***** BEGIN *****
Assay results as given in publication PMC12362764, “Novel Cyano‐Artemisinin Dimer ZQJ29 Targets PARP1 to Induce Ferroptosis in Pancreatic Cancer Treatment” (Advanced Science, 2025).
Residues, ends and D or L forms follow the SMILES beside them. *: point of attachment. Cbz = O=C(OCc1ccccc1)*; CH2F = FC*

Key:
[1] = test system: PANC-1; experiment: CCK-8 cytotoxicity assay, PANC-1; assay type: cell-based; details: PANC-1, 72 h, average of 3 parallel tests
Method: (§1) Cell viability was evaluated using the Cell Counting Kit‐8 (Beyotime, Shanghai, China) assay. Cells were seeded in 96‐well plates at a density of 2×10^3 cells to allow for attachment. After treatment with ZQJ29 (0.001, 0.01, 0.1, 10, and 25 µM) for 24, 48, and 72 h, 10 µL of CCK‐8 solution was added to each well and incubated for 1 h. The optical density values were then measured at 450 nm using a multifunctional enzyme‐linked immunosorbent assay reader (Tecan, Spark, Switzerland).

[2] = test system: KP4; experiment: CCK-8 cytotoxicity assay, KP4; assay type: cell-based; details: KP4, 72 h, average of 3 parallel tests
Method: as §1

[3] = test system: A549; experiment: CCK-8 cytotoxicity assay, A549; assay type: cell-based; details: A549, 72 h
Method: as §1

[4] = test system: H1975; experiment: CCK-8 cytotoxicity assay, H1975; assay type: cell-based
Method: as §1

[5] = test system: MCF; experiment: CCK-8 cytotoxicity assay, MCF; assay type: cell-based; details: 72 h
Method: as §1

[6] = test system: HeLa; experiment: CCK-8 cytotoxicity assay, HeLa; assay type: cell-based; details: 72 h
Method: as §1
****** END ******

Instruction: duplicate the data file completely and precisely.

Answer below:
Assay results as given in publication PMC12362764, “Novel Cyano‐Artemisinin Dimer ZQJ29 Targets PARP1 to Induce Ferroptosis in Pancreatic Cancer Treatment” (Advanced Science, 2025).
Residues, ends and D or L forms follow the SMILES beside them. *: point of attachment. Cbz = O=C(OCc1ccccc1)*; CH2F = FC*

Key:
[1] = test system: PANC-1; experiment: CCK-8 cytotoxicity assay, PANC-1; assay type: cell-based; details: PANC-1, 72 h, average of 3 parallel tests
Method: (§1) Cell viability was evaluated using the Cell Counting Kit‐8 (Beyotime, Shanghai, China) assay. Cells were seeded in 96‐well plates at a density of 2×10^3 cells to allow for attachment. After treatment with ZQJ29 (0.001, 0.01, 0.1, 10, and 25 µM) for 24, 48, and 72 h, 10 µL of CCK‐8 solution was added to each well and incubated for 1 h. The optical density values were then measured at 450 nm using a multifunctional enzyme‐linked immunosorbent assay reader (Tecan, Spark, Switzerland).

[2] = test system: KP4; experiment: CCK-8 cytotoxicity assay, KP4; assay type: cell-based; details: KP4, 72 h, average of 3 parallel tests
Method: as §1

[3] = test system: A549; experiment: CCK-8 cytotoxicity assay, A549; assay type: cell-based; details: A549, 72 h
Method: as §1

[4] = test system: H1975; experiment: CCK-8 cytotoxicity assay, H1975; assay type: cell-based
Method: as §1

[5] = test system: MCF; experiment: CCK-8 cytotoxicity assay, MCF; assay type: cell-based; details: 72 h
Method: as §1

[6] = test system: HeLa; experiment: CCK-8 cytotoxicity assay, HeLa; assay type: cell-based; details: 72 h
Method: as §1